The German Academic Exchange Service, or DAAD, has uncovered the colossal gap between demand and supply of scholarships for Syrian refugees enrolled at German universities.
The German international education support organisation has revealed that 271 Syrian students have been awarded a scholarship this academic semester, accounting for less than one in 18 of the total 5,000 applicants.
Approximately 200 scholarships in the ‘Leadership for Syria’ scholarship programme are being paid for via the Federal Foreign Office. The further 71 are being funded by the federal states of North Rhine-Westphalia and Baden- Württemberg.
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Syrian nationals who had already fled to Germany were invited to apply for the scholarships, along with others in the region, predominantly from places like Jordan, Lebanon, Iraq, Turkey and Egypt, according to Dr Christian Hülshörster, director of scholarship programmes for the DAAD.
“We received about 5,000 applications, most of them electronically, with about 500 applications handed into our offices handed in to our offices in the region,” Hülshörster told University World News.
Over half of the application (58%) came from prospective students still inside the Syrian border, while a quarter (25%) had already made it to Germany, whilst all remaining applicants (17%) derived from Syria’s neighbouring countries.
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“The key challenge was to cope with the extremely high number of applicants and organise a fair selection procedure, based on DAAD’s high quality standards,” said Hülshörster. “For students coming from Syria to Beirut, we had to provide documents to enable them to cross the border.”
After receiving the applications, the universities began the pre-selection process. Five hundred potential candidates were invited to personal interviews in Bonn, Amman, Istanbul, Beirut, Erbil and Cairo. A ‘travelling committee’ of German academics who covered all the relevant disciplines were sent to manage the interviews.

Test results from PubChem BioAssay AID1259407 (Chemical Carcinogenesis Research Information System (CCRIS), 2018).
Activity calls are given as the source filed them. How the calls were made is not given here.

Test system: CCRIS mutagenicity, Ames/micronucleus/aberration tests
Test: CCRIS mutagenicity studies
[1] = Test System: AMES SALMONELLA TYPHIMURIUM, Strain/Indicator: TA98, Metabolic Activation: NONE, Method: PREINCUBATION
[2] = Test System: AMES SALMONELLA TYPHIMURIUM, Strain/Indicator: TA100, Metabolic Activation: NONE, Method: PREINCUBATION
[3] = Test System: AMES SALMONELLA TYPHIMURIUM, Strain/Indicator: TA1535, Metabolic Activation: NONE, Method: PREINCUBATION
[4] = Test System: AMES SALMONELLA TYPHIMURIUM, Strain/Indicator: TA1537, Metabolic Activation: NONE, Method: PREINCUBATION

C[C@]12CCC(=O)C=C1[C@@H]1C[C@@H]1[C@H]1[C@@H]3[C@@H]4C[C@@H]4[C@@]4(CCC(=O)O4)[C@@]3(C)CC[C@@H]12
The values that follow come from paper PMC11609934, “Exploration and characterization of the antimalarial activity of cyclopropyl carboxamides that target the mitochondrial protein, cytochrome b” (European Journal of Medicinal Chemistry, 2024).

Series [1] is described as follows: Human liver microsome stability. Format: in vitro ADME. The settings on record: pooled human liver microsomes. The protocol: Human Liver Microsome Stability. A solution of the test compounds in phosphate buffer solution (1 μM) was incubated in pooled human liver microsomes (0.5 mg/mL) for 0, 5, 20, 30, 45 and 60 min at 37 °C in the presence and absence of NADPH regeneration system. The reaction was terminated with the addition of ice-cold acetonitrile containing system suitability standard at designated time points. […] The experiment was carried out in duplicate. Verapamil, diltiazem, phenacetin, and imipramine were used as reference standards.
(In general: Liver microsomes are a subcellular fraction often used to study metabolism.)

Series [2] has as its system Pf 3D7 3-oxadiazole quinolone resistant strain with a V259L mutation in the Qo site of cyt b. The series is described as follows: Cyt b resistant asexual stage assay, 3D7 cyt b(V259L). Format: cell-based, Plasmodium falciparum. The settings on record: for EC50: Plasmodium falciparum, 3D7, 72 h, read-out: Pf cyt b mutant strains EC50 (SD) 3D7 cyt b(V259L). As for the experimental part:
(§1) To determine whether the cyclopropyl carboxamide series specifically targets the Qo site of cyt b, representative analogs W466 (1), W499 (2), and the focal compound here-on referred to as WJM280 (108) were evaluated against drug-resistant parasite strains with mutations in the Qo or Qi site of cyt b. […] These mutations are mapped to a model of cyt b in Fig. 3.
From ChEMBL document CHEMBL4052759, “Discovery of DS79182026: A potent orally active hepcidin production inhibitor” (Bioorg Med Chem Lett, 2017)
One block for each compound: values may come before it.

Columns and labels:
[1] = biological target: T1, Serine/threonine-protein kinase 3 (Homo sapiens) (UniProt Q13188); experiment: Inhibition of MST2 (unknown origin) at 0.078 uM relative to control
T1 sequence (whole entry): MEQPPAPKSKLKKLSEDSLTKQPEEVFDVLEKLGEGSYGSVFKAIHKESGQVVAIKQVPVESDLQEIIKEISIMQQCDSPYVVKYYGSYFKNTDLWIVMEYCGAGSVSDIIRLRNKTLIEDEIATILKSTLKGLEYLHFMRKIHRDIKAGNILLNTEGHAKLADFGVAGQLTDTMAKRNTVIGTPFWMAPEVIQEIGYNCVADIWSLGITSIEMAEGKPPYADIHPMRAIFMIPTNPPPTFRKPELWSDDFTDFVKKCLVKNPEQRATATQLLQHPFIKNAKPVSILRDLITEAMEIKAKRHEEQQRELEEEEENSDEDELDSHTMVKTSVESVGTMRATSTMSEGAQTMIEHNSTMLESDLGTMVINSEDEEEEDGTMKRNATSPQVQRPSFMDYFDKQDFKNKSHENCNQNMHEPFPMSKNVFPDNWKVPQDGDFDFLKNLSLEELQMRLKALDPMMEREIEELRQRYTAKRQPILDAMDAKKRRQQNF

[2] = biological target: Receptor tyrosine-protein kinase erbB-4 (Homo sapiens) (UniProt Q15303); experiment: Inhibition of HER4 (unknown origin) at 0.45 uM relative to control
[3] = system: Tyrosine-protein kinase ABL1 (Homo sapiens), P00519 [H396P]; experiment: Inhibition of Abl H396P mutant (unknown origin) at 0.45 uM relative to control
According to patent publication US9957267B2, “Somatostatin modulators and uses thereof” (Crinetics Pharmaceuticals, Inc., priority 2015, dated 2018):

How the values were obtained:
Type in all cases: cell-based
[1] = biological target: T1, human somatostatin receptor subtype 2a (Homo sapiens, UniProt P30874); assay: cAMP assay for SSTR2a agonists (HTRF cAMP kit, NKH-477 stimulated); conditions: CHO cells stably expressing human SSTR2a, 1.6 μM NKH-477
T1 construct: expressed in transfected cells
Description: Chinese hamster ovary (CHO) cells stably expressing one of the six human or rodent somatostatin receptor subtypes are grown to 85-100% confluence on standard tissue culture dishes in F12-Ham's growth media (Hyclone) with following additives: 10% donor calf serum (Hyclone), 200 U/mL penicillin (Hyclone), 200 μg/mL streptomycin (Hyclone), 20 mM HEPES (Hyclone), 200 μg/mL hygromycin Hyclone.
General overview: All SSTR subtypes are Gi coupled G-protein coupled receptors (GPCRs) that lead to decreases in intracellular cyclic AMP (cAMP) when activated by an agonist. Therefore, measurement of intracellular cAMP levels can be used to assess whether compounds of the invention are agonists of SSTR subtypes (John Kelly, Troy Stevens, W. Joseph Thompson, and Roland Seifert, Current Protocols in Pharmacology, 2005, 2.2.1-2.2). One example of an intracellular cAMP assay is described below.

“Successful candidates then had to apply for visas – and last but not least we had to find them places at German universities and organise language classes,” said Hülshörster. “In some cases, this has been relatively easy; in other cases we really had to discuss in length with the generally very supportive German universities which previous qualifications were transferrable.”
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The final decision was based purely on academic performance, and 200 students were awarded Foreign Office funding, plus another 21 scholarships donated by the Ministry of Innovation, Science and Research of the State of North Rhine-Westphalia.
Furthermore, the Ministry of Science, Research and the Arts of Baden- Württemberg supplied funding for 50 scholarships for Syrians already in the region.
Hülshörster emphasised that the Leadership for Syria programme is not only targeting refugees, claiming: “The purpose of the programme is helping to educate and train a future elite of academics who will participate in the rebuilding of Syria one day.
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“Scholarship holders therefore have very different backgrounds – some of them have fled their homes for Lebanon or Turkey, others have already been in Germany as students – with the majority still in Syria at the time of application.”
With the Leadership for Syria programme, along with a separate annual DAAD programme that will fund 50 Syrians across all areas of study set for 2016, the German organisation provides living evidence of how universities can support the youth of Syria as they hope for a better future.
“German Minister of Foreign Affairs Steinmeier has said that ‘we cannot afford a lost generation in Syria’ – and that is what this programme is all about,” said Hülshörster. “In order to continue our effort, we have teamed up with partner agencies from the UK, France and the Netherlands in order to apply for European funding, setting up new scholarship schemes for Syrian refugees.”
Image via Shutterstock.
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